William Field (Billy) Rector Sr. (1912–1975)

William Field Rector was a Little Rock (Pulaski County) businessman and civic leader who founded the real estate firm Rector-Phillips-Morse, Inc. (now RPM Group) and the nonprofit group 50 for the Future. He played a dominant role in shaping the development of Little Rock from the 1950s into the 1970s, especially in his attempt to serve what he believed to be the business community’s interests during the Desegregation of Central High School in the mid-1950s and busing efforts in the decades following.

William Field (Billy) Rector was born on June 28, 1912, on a farm near Palarm in Faulkner County to Henry M. Rector and Nancy Rector. He was the great-grandson of Henry Massie Rector, the Confederate governor of Arkansas during the Civil War. Billy Rector lived in Hot Springs (Garland County) for a few years as a child, before the family moved to Little Rock when he was nine. He attended Little Rock public schools and Little Rock Junior College (now the University of Arkansas at Little Rock).

Rector entered the insurance business, working for Aetna Casualty and Surety Co. during the Great Depression. In 1937, he started Rector Insurance Agency and incorporated with his partners, Preston Means and Sam C. Rowland, to form Rector, Means & Rowland in 1954.

He married Eleanor Townsend in 1938, and the couple had three children: Eleanor, William, and Nancy.

During World War II, Rector was too old to be drafted, but he took flying lessons so that he could volunteer as part of the Air Army Corps, where he flew transport missions in India and China. After the war, Rector served two terms in the Arkansas House of Representatives, from 1947 to 1950. In 1953, Rector was profiled by Life magazine as part of a feature on the postwar economic boom. The profile details Rector’s finances as an insurance man in Little Rock, showing him buying a car with his family, duck hunting with $1,000 worth of gear, golfing with Eleanor, and appearing on site with his newly formed construction company.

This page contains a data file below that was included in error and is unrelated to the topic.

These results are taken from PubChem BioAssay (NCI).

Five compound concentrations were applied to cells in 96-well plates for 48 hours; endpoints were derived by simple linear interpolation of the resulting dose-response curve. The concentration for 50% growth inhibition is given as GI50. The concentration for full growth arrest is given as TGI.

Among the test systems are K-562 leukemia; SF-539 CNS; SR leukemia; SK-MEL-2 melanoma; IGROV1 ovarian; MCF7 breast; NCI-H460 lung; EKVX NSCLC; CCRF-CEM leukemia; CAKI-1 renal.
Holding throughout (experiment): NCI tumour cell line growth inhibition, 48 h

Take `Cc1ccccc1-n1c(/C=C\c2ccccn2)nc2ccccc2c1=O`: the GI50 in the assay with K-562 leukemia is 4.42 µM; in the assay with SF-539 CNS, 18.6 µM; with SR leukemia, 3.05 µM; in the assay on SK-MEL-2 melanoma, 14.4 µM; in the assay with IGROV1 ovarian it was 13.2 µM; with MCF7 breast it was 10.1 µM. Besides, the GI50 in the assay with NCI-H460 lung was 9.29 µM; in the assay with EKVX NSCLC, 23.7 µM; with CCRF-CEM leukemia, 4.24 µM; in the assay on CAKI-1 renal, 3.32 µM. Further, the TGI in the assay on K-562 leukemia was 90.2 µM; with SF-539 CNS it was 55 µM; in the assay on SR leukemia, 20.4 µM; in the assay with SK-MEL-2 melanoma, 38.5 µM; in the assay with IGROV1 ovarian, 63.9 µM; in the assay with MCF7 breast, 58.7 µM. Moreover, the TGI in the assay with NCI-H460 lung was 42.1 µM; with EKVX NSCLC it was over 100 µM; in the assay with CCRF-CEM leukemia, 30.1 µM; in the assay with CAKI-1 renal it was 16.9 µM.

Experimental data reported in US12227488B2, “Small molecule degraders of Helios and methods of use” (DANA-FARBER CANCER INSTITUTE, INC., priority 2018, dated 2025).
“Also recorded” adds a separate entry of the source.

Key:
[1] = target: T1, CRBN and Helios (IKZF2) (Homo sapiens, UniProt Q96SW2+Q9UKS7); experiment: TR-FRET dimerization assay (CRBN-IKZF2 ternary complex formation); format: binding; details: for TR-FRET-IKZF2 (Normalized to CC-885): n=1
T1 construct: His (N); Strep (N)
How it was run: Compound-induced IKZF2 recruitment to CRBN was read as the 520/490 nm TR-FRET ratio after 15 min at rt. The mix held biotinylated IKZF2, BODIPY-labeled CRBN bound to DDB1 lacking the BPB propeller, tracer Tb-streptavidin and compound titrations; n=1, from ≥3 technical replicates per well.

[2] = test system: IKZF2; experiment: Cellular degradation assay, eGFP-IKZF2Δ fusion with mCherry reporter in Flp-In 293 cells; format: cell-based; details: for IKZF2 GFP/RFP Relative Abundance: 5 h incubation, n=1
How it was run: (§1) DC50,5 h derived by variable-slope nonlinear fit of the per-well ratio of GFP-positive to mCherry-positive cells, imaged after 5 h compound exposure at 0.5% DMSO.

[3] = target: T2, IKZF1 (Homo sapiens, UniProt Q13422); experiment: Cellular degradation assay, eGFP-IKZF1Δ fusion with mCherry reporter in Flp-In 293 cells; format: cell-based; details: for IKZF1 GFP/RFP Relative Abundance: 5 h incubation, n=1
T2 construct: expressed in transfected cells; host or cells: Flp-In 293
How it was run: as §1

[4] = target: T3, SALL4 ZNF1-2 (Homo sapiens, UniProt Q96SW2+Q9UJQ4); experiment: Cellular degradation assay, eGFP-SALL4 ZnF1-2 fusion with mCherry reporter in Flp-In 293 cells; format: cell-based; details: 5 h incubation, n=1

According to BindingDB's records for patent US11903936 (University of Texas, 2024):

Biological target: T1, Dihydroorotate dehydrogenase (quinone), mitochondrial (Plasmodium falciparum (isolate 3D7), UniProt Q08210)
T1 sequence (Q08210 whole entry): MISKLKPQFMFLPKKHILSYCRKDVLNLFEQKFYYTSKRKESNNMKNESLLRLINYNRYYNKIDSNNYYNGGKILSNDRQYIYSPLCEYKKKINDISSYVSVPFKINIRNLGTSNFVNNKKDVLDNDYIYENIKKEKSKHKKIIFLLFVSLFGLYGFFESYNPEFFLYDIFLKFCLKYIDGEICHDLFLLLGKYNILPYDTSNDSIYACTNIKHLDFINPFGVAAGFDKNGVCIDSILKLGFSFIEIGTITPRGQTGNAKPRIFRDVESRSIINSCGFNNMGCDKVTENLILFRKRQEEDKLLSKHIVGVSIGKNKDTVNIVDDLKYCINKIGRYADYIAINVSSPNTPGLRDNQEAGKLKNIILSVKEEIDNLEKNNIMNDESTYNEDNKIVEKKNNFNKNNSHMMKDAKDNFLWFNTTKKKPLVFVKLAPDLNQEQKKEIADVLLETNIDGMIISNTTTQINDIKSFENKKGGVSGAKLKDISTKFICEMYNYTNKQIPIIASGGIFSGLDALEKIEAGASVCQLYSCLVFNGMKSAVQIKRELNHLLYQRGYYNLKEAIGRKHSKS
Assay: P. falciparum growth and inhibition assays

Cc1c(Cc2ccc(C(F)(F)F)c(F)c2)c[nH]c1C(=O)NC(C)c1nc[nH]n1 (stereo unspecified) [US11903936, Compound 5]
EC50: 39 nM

By 1955, Rector’s interests had turned from insurance to real estate development. He partnered with Byron Morse (who would later serve as mayor of Little Rock) and Ernest “Fe” Phillips to form Rector-Phillips-Morse Realtors, and later the Phillips-Morse Construction Company. The firm took an active role in Little Rock’s westward development and, in 1959, handled the sale of 1,100 acres of farmland west of Little Rock that would become Pleasant Valley, generally regarded to have been the largest real estate transaction in Pulaski County history at the time.

Rector-Phillips-Morse procured fifty-five acres on North University for a new Baptist Medical Center campus, but when the hospital decided to move even farther west, the firm developed the Prospect Building and Forest Place apartments on the parcel instead. In 1959, Rector was appointed (along with Arthur Phillips and Somers Matthews) to a committee to help the city acquire the right-of-way for University Avenue, which was becoming the retail center of Little Rock.

More Little Rock developments by Rector-Phillips-Morse began to appear throughout the 1960s, including Brookfield, Treasure Hills, Sturbridge, and Marlowe Manor. Developments like Sturbridge and Marlowe Manor were outside Little Rock city limits when they were built but were both eventually annexed by the city upon petition of Rector-Phillips-Morse. Rector served as chairman of the Little Rock Chamber of Commerce in 1960, during which he helped secure the site for a Jacuzzi plant.